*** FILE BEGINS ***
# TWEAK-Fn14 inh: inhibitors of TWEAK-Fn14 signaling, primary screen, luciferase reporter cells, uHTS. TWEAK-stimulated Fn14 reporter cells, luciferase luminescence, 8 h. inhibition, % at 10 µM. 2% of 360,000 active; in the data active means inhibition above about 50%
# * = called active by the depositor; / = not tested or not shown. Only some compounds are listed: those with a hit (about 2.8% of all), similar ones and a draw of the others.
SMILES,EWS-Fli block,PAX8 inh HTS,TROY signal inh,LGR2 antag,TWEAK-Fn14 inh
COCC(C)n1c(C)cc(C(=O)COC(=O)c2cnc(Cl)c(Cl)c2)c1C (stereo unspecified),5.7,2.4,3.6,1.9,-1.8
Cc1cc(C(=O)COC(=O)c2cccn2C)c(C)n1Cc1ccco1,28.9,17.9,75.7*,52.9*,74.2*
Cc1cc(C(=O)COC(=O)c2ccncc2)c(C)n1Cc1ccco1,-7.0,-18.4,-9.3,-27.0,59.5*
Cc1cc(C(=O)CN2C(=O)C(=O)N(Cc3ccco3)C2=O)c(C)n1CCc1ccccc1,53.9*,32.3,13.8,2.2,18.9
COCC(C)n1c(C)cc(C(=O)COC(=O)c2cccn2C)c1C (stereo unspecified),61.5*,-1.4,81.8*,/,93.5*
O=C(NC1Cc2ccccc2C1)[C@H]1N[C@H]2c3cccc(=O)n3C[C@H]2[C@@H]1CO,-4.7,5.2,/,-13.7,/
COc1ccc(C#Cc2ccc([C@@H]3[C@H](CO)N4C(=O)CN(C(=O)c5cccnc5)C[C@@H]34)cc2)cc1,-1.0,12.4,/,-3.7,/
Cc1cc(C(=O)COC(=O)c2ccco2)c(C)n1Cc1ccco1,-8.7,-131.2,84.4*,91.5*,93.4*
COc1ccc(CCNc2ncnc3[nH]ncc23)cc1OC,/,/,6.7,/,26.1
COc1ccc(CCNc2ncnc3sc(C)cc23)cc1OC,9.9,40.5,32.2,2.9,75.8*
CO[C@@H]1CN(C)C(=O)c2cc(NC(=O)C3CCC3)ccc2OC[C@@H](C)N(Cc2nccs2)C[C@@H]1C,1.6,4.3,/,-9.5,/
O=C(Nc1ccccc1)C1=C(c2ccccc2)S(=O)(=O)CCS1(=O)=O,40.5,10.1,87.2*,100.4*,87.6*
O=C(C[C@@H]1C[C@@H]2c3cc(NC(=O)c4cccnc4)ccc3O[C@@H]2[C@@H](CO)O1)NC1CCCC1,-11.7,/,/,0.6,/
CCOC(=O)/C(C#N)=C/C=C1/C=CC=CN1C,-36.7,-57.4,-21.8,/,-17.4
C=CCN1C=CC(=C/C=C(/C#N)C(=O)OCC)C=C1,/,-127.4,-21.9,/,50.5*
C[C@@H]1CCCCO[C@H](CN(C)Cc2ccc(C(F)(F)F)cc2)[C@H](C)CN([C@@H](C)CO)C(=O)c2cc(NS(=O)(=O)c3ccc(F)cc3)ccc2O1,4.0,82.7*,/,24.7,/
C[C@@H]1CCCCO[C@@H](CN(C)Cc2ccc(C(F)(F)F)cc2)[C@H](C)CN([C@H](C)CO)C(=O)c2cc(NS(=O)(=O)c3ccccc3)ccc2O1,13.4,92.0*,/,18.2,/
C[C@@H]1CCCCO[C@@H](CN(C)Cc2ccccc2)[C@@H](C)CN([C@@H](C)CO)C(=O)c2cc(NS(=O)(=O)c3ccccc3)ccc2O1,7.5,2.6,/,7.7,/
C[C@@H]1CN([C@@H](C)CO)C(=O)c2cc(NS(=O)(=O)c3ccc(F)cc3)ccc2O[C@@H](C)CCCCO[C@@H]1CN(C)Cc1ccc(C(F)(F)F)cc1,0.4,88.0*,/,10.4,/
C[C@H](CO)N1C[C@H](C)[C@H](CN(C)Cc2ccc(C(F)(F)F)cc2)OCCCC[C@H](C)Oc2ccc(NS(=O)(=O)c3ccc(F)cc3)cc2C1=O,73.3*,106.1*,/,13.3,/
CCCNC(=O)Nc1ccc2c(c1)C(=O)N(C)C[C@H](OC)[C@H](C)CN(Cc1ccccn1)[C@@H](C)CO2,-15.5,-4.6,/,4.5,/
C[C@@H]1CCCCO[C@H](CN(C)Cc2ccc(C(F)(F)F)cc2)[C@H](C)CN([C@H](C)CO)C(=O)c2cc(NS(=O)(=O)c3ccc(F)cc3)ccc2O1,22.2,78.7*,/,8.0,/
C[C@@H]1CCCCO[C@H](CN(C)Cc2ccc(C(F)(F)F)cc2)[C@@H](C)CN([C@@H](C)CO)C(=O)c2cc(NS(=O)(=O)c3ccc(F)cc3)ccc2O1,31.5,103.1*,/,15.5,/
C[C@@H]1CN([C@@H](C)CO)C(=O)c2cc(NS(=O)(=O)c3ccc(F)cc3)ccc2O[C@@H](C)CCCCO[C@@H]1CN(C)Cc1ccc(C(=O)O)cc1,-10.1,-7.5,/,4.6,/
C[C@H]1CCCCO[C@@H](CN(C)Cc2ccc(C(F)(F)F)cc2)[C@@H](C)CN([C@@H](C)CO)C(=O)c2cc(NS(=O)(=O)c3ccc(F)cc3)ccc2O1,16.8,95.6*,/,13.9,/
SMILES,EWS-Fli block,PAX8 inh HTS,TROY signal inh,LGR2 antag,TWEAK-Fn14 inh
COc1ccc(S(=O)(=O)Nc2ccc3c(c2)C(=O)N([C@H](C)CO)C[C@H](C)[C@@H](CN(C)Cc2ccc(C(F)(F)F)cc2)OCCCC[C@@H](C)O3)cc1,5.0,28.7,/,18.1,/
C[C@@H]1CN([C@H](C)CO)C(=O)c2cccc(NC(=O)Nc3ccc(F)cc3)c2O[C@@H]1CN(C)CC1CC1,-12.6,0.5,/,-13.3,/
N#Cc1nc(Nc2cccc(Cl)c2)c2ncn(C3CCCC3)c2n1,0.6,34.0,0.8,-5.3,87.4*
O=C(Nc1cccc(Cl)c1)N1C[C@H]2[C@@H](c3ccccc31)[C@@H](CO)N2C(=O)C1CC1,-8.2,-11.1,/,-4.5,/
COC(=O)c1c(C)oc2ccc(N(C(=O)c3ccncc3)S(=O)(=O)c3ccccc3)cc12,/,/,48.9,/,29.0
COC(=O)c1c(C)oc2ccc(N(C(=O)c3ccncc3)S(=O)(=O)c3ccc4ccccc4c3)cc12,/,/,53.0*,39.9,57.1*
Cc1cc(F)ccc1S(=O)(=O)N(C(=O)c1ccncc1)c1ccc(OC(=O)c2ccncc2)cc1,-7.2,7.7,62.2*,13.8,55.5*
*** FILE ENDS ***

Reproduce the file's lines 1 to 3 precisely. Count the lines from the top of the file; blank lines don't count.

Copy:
# TWEAK-Fn14 inh: inhibitors of TWEAK-Fn14 signaling, primary screen, luciferase reporter cells, uHTS. TWEAK-stimulated Fn14 reporter cells, luciferase luminescence, 8 h. inhibition, % at 10 µM. 2% of 360,000 active; in the data active means inhibition above about 50%
# * = called active by the depositor; / = not tested or not shown. Only some compounds are listed: those with a hit (about 2.8% of all), similar ones and a draw of the others.
SMILES,EWS-Fli block,PAX8 inh HTS,TROY signal inh,LGR2 antag,TWEAK-Fn14 inh